GREENSBORO, N.C. — Frustration has grown to a boiling point for North Carolina firefighters who remain the last in the state to get presumptive cancer coverage as one of their health benefits.
In 2019, a bill known as House Bill 520 was passed by House leaders in Raleigh but died in Senate Committee.
The bill, as it was written, would label nine cancers, most commonly found in firefighters, as occupational diseases. This would have required those cancers to be covered by health care under the Workers’ Compensation Act.
Without the bill, if firefighters get cancer, they are left footing the bill themselves.
“I’m absolutely frustrated,” said Dave Coker, a Greensboro firefighter who also is the president of the Professional Firefighters of Greensboro-IAFF, Local 947.
Coker has been fighting to get presumptive cancer coverage approved since 2007.
The bill has gone through many incarnations but has failed to be approved every time.
In 2015, for example, North Carolina was one of eight states in the country fighting for some sort of coverage.
In 2021, North Carolina is the only state left without it.
“Forty-nine other states have some level of protection for firefighters,” Coker said. “We have to hope that this year is the year that we can move forward with this bill. Firefighters and their families, it’s too important to lose hope. It’s too important not to put our nose to the grind and work for this bill.”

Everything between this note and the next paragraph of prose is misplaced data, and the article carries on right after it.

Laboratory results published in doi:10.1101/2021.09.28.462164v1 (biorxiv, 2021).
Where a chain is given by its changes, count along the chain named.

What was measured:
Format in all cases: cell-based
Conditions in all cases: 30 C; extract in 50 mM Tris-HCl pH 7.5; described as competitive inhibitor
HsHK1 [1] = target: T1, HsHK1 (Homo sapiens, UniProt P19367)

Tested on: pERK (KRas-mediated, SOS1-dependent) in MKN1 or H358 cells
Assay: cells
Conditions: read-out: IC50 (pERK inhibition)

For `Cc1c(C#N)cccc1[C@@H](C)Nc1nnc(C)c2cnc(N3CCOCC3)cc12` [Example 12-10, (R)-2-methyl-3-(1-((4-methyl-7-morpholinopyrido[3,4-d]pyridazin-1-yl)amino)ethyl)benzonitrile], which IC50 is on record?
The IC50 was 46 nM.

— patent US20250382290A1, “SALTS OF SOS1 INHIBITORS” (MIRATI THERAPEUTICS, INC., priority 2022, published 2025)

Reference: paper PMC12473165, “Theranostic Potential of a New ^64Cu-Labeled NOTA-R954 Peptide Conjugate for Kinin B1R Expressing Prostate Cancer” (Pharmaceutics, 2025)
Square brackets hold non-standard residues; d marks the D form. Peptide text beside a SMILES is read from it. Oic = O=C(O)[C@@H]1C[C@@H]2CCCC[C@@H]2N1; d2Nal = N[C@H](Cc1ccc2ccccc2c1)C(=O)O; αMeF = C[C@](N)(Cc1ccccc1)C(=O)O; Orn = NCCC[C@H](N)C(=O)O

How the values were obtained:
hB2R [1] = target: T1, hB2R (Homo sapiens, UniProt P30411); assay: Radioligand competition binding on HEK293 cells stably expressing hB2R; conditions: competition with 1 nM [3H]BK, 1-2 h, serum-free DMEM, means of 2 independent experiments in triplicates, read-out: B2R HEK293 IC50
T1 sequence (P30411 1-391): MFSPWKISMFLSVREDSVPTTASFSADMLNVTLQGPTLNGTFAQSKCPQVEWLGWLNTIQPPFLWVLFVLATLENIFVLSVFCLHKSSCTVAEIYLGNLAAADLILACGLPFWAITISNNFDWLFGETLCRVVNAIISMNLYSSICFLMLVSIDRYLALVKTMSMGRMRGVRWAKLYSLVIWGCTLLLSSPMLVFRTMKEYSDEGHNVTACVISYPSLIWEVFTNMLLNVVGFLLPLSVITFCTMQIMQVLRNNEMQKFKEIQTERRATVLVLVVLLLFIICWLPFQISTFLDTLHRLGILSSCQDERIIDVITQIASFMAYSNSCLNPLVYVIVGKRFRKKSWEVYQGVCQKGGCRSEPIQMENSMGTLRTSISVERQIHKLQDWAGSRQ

Coker explained that firefighters have seen a rise in the risk of developing cancer due to on-site situations. A lot of those dangers come in the form of common household items releasing toxic chemicals into the air.
For example, 20 years ago items were made with cotton or wool. Now they are made with synthetic material or plastic. When burning, those toxins can soak into the clothes of firefighters and get on their skin.
After years of exposure, those can lead to cancer.
The nine most common cancers listed in HB520 were esophageal, intestinal, rectal, testicular, brain, non-Hodgkin’s lymphoma, multiple myeloma, mesothelioma and oral cavity.
The state does currently cover some cancer such as esophageal, mesothelioma, testicular, and intestinal. However, that is only covered if the firefighter dies.
Coker explained, “cancer is an occupational disease that affects firefighters. The state officially recognizes that by virtue of the fact that there are four cancers covered as a line of duty death. So, in North Carolina, if you die from four different cancers you’ll have a line of duty death benefit, but you can’t get the medical help that you need before you die.”
The push for coverage comes as the Greensboro Fire Department continues to mourn the loss of one of its own.
In early January, Ranzideen El-Amin passed away from non-Hodgkin’s lymphoma.
He served as a firefighter for 21 years, and is believed to have contracted the cancer due to his work.
Because of the lack of presumptive coverage, his family had to pay his treatment bill out of pocket. Coker said, “His family is left with those medical bills and a huge hole in their heart.”
When asked, Coker said he feels Congress continues to play politics with their lives.
“Senate leadership is ideologically opposed to any expansion of any workers’ comp benefit, even if it’s firefighters. That’s extremely disheartening.”
As of Tuesday, Asheville firefighters were lobbying for support in Raleigh. In the coming months, Greensboro firefighters will do the same.
Coker’s plea to the community, if you support them contact your congressman.